Fable, myth or rich family history?

Getting the extended family together is becoming more cumbersome with each passing holiday or event.  With children and grandchildren being chauffeured around and dropped off at different sporting or social events, it is difficult to find time to all meet up.  That coupled with the fact that our family is scattered around the province.  Our time together is very valuable.

Having the family sit around one large table has always been part of our family festive dinner traditions.  While celebrating Easter this year, the grandkids piled up rows of card tables and attached them to the end of the dining room table stretching the tables across Grandma’s living room.  Mismatched chairs were scattered around the tables and family members pounced toward their usual spots.

Making the most of our time together, we shared memories, stories and relished on our history.  Some how we ended up on the topic of my favourite family story.

Hidden in a drawer upstairs was a copy of A Horse Called Farmer by Peter Cunnings.  While Grandma was dismissive and uninterested, my Dad was eager to read.  His eagerness deriving from his need to maintain a connection to his father (who passed away nearly 10 years ago).  The story which immortalized our Great, Great, Great Grandpa McLean.

Magdalen Islands


Welcome to the Magdalen Islands (Îles de la Madeleine) where the scenery is breathtaking, the camaraderie is abundant and the history is rich.  Within the archipelago sits an island known as Entry Island (Île d’Entrée).  This will become important later on!

On a farm in Entry Island lived a family and their horse.  They named the Horse Farmer.  In 1923, Richard McLean (Great, Great, Great Grandpa) sold this horse to Curtis Quinn after a night of cards.  Curtis Quinn resided on Grosse Île.  Grosse Île happened to be on the other end of the archipelago.

horse called farmer richard mclean

Every winter an ice bridge formed between Entry Island and Grosse Île.  After Farmer was sold, he was taken across this bridge and rode to his new home.

Farmer was extremely unhappy about his new master and living conditions.  So one day, he kicked and kicked at his gate until he broke it down, freeing himself.  Sprinting through the fields, he fled, never looking back.  Travelling along the Magdalen can be extremely dangerous and complicated, as travel typically includes a mix of land and water.

Farmer, determined to return home, began wandering in the direction of the McLean farm.  As the seasons changed, he made it to the location where the ice bridge once was, however it was gone.  Farmer swam nearly three kilometers from the end of Sandy Hook beach to the southern part of Entry Island (the low place). Persevering through the tumultuous conditions, he made it ashore and followed the scent and sounds of the McLean farm.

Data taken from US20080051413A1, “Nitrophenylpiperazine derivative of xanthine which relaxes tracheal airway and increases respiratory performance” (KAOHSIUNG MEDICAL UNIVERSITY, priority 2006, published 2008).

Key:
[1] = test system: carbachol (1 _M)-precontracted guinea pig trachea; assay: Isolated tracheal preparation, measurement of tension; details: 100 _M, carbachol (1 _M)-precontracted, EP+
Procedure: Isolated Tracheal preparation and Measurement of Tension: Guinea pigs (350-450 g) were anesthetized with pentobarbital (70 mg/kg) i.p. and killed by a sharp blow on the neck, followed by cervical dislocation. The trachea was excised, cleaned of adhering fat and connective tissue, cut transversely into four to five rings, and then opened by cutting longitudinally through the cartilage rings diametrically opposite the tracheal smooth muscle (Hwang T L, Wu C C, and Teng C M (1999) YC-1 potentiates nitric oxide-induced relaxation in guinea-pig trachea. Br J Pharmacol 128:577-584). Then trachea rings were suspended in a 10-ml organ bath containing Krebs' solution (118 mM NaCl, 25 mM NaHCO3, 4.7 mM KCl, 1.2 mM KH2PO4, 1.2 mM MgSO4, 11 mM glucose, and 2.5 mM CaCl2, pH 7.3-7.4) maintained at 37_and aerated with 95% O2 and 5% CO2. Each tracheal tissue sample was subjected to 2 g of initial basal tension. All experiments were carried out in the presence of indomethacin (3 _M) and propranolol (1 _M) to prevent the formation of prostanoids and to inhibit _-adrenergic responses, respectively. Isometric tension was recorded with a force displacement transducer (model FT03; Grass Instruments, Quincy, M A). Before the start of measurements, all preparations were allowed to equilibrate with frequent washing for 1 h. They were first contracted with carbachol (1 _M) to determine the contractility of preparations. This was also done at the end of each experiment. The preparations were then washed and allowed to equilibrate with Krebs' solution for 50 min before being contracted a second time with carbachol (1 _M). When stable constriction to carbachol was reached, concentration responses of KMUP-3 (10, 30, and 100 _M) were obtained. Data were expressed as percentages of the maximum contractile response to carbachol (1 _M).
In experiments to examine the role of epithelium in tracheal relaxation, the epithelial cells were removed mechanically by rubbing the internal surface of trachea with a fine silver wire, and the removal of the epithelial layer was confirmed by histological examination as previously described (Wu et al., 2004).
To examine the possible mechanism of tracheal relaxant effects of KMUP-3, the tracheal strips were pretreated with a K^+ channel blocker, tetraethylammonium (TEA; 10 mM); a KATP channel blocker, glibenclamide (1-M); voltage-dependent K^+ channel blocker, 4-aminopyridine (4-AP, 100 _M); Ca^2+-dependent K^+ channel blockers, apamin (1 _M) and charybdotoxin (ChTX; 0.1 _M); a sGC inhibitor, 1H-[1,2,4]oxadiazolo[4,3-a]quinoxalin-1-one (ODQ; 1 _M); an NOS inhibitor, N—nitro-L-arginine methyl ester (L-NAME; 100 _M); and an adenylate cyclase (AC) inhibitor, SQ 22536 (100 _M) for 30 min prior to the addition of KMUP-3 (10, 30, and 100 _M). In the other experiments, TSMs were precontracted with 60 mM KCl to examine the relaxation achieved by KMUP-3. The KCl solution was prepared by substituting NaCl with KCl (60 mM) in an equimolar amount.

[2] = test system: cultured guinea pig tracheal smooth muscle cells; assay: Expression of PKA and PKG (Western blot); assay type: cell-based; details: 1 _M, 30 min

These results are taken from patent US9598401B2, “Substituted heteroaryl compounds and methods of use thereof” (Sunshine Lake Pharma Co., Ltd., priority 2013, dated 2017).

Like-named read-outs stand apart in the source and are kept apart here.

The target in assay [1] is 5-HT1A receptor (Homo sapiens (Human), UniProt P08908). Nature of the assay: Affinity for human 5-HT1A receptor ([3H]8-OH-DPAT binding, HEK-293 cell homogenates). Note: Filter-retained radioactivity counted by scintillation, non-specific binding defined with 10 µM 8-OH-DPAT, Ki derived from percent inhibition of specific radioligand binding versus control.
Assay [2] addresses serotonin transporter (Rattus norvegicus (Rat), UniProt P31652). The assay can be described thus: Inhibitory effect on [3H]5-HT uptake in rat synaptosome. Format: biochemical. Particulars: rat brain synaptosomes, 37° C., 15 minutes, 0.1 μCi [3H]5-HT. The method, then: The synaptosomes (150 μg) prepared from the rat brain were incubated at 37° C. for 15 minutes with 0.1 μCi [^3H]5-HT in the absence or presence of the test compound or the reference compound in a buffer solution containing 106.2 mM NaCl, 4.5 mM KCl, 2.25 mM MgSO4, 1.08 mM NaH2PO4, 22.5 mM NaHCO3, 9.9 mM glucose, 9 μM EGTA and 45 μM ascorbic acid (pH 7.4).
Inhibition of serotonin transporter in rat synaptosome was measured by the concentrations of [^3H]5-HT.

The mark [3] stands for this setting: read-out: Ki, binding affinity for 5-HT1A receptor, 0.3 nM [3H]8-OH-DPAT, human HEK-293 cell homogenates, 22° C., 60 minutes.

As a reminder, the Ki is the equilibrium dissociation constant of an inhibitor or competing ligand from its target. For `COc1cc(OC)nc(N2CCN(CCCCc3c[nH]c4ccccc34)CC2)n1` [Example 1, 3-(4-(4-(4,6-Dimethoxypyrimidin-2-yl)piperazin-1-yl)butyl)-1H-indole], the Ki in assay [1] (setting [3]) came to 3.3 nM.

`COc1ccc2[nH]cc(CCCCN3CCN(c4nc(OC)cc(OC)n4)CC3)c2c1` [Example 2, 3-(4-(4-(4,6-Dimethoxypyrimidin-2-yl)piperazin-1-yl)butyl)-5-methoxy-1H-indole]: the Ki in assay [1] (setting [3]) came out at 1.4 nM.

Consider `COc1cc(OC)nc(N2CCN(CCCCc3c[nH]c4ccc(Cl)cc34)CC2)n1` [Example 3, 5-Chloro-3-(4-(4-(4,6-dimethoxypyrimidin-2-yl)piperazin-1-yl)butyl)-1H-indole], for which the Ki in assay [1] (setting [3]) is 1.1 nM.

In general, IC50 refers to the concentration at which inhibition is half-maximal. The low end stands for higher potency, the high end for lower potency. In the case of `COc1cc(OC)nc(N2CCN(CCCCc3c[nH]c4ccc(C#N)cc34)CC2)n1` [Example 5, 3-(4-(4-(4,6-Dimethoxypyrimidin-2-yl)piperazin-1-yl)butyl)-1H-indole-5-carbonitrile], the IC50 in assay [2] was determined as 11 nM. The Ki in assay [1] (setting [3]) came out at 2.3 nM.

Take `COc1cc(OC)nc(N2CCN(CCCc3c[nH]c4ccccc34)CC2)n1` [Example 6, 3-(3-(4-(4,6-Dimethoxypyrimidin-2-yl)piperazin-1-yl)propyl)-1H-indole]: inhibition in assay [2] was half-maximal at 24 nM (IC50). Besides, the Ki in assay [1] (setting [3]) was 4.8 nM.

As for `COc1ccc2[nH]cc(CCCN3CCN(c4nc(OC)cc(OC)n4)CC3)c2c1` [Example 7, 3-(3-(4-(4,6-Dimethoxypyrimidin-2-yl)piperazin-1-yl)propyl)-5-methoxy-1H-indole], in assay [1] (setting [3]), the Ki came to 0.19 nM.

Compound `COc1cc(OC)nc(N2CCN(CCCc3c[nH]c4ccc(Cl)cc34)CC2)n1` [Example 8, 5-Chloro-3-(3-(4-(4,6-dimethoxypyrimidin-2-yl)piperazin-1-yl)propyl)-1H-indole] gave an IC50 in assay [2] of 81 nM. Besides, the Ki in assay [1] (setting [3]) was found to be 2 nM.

Farmer lived the remainder of his life on the McLean farm.

horse called farmer barn entry island

Farmer’s journey was nearly 70 km in length and included 3 km of ocean.  This story shows the importance of preserving, family and the strength of love.




Here’s what I would say to my teenage self…

I’m seventeen years old, riding the peaks and valleys of my hormonal roller coaster while juggling the weight of the world on my shoulders.  My self involved world includes my best friends, dud of a boyfriend and my crappy part-time job.  Thinking about my future means deciding which party to attend over the weekend.  I have enough on my mind so how could I possibly understand the importance of love, happiness and career goals?

Morning routines revolve around pinching the minefield of zits that have sprouted up all over my adolescent face followed by over powdering them to try and blend them.  Here I stand, in front of the mirror, trying to devise a believable story for staying home from school.  I’ve caught the flu.  I’m getting a cold.  I have a migraine.  How can I possibly go to school when I need to be at home slathering toothpaste, rubbing alcohol or any other home remedy on to my face.

Breakfast? Who has time for breakfast.  Coffee is the only thing I need.  My nine hours of sleep last night clearly wasn’t enough for me to feel refreshed.  And, don’t even get me started on my parents.  They don’t understand anything going on in my world or how difficult my life is.  Their divorce impacts me more than they’ll ever realize.  They clearly should have stayed together for my sake.  If I could roll my eyes harder, trust me, I would.

Sound familiar?  It’s hard to look back and consider myself as the same person.  It feels like I’m reminiscing on a strangers’ upbringing.

If I had to do it all over again, I would!  I would explore a variety of career options to develop an understanding of my passions.  I would research schools, programs and potential jobs to gain perspective and understand where my degree or diploma could lead me.  I would have conversations with as many people at school as I could.  I would learn from them.  I would listen to the advice that my parents give me, because let’s face it, they have been through it once before.  Even more importantly, I would respect them and show my appreciation instead of rebelling and arguing.  Angst isn’t a good look on anyone.  I would understand that their divorce really has nothing to do with me and everything to do with them.  I would understand that people change, relationships change, and most of the time change is for the better.